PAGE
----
Ahead of November’s Hong Kong auctions, the Chinese artist who blurs the line between painting and calligraphy discusses the origins of his celebrated Hou Shan series
‘When you’ve reached a certain state of happiness… it’s impossible to take time off,’ says Wang Tiande, who was born in Shanghai in 1960 and is now one of China’s most acclaimed calligraphers. ‘Since there’s no such concept as “finished” you always feel there’s still one more part to be completed.’
The origins of Wang’s Hou Shan series lie in his 2002 artist’s residency in Paris. While working in the studio, he accidentally dropped cigarette ash on to paper on the studio floor. When he saw the effect made by the holes burnt in the paper, he was stunned. ‘I was like, “Oh my God!” God has given me a chance!’ he recalls. ‘From then on I knew what I should create next.’ He has been producing works in the series for the last 14 years.
The series, which blurs the line between painting and calligraphy, sees Wang create an ink painting on xuan paper, which is then overlaid with a second sheet in which holes are created using burning incense. The ‘spatially mismatched effect’ of the two layers creates a delicate and complex palimpsest for the modern age. ‘The same philosophy applies to our lives,’ Wang insists. ‘Sometimes you want to express, and sometimes you want to conceal behind the trees at the back.’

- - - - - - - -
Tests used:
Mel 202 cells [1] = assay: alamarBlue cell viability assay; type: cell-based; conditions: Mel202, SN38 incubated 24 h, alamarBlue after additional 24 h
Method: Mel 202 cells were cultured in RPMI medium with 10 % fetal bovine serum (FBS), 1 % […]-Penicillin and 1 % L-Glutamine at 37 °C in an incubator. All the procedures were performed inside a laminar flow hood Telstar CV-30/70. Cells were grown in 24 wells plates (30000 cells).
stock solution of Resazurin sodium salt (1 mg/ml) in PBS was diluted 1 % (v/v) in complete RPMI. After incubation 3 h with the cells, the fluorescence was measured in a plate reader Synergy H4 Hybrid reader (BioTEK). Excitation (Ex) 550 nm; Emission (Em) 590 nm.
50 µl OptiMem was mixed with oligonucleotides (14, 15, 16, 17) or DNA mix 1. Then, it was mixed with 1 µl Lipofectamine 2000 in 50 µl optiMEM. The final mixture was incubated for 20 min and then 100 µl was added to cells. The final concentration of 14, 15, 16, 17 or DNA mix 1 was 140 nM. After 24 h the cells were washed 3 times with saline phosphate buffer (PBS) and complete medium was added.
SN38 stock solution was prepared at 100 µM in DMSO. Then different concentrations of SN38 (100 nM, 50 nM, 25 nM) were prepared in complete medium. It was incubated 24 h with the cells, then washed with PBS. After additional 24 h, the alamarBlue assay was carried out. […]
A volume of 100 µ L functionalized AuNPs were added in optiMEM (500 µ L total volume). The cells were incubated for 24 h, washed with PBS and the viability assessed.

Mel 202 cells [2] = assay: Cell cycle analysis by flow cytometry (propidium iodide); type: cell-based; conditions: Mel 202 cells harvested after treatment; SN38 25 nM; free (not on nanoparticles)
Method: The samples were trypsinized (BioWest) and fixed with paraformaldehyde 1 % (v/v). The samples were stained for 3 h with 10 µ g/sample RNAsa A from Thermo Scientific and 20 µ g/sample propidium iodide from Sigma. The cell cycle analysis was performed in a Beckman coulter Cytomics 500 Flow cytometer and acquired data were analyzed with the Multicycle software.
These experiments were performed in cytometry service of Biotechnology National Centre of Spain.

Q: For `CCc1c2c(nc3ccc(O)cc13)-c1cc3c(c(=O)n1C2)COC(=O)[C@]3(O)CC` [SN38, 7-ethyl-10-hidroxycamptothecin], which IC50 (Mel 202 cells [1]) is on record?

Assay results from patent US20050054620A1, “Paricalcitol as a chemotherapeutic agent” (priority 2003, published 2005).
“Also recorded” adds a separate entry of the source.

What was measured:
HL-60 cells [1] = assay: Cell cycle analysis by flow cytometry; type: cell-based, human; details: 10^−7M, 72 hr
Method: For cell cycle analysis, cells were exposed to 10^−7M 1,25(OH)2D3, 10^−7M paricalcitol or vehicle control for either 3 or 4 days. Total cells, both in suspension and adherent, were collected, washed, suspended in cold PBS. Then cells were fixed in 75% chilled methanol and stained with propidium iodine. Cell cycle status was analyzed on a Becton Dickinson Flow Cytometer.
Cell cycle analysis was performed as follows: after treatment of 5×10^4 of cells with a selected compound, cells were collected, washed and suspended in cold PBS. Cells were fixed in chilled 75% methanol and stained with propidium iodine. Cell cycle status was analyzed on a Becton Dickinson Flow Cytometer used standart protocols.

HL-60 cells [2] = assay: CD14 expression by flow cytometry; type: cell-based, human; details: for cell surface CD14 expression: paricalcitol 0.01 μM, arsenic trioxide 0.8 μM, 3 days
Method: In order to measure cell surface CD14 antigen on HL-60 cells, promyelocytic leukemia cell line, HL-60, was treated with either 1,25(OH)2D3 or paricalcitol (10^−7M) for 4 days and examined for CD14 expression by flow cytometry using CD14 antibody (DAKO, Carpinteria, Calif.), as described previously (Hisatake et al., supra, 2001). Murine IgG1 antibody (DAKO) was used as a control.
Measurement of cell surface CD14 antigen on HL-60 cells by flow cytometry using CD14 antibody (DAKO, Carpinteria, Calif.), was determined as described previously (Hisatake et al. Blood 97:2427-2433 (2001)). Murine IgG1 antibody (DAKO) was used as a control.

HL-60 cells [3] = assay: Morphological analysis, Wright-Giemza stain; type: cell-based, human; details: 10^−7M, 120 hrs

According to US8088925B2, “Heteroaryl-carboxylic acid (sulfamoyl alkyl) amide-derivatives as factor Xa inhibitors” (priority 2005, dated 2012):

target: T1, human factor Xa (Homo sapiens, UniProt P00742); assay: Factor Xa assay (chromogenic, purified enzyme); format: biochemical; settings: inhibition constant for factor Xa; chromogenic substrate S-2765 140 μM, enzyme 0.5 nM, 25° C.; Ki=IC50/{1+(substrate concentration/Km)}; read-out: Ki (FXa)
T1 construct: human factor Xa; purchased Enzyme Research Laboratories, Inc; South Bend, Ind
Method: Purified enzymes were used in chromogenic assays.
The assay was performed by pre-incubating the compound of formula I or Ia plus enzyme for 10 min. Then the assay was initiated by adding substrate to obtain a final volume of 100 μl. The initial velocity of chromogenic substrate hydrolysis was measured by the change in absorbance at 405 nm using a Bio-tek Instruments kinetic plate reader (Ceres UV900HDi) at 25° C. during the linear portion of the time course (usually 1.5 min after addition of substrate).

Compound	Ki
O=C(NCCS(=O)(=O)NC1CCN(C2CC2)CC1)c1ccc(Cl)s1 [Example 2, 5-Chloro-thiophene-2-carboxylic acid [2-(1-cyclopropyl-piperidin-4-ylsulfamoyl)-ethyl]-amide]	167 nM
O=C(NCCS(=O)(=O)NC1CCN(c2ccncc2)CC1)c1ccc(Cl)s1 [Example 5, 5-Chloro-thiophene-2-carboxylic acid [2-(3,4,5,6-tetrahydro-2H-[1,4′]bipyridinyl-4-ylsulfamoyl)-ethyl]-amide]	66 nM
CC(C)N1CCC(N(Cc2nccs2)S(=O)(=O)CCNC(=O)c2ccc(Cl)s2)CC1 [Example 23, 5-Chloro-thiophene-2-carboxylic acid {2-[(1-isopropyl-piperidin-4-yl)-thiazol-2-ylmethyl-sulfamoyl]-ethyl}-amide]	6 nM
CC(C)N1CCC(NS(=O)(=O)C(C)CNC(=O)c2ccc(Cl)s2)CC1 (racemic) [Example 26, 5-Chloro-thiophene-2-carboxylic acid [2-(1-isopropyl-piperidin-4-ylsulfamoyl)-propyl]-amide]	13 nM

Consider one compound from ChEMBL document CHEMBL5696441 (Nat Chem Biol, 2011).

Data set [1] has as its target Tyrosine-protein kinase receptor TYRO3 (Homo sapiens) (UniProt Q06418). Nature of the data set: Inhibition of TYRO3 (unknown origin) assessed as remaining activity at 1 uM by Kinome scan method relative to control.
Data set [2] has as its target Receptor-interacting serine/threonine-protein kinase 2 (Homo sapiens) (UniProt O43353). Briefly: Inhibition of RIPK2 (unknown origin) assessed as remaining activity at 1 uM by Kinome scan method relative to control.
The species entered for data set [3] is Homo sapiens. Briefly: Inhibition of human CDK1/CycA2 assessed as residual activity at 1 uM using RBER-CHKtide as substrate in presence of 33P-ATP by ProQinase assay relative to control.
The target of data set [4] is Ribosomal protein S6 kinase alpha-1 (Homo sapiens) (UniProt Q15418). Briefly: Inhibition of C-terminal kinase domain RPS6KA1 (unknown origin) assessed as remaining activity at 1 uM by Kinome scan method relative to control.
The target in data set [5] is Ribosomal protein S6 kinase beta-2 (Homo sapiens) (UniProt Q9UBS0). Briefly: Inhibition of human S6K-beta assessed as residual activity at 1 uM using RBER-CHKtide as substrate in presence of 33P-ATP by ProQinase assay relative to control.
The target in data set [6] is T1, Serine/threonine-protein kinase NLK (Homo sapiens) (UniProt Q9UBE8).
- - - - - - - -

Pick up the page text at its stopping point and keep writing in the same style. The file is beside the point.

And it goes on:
Speaking from his Shanghai studio, Wang goes on to describe his ‘deep sentimental connection’ with the paper he uses and how it allows him ‘to control the texture of the painting’. He also discusses how the seasons affect the creative process.
Wang Tiande’s work will be offered in the Chinese Contemporary Ink sale on 28 November as part of the Hong Kong Autumn series.